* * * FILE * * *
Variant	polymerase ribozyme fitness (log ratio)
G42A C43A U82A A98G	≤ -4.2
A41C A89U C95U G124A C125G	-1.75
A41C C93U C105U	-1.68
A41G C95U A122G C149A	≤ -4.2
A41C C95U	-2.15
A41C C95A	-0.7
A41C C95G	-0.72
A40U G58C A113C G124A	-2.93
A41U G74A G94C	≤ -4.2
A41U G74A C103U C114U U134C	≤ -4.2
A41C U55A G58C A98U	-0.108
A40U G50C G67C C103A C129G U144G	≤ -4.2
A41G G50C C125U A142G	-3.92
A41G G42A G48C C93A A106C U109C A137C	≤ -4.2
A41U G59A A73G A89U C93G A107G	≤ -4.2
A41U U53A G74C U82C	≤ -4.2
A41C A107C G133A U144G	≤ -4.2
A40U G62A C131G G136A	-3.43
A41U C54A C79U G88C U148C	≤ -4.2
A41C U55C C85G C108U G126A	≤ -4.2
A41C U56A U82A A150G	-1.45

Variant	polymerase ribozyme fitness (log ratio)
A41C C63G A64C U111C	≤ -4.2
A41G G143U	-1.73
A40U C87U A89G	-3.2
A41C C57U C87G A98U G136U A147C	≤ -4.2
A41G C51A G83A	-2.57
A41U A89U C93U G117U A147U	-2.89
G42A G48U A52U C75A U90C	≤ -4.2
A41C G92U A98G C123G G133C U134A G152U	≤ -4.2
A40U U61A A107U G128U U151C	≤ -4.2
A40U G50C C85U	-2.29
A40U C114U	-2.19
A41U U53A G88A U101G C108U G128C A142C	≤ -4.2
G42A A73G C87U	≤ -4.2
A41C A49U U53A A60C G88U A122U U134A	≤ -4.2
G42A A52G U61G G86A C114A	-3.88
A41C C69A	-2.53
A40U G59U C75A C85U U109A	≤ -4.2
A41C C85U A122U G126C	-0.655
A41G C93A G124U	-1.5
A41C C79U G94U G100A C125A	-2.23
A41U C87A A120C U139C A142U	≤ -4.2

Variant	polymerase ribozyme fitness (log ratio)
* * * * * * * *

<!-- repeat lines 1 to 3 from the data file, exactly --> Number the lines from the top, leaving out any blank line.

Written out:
Variant	polymerase ribozyme fitness (log ratio)
G42A C43A U82A A98G	≤ -4.2
A41C A89U C95U G124A C125G	-1.75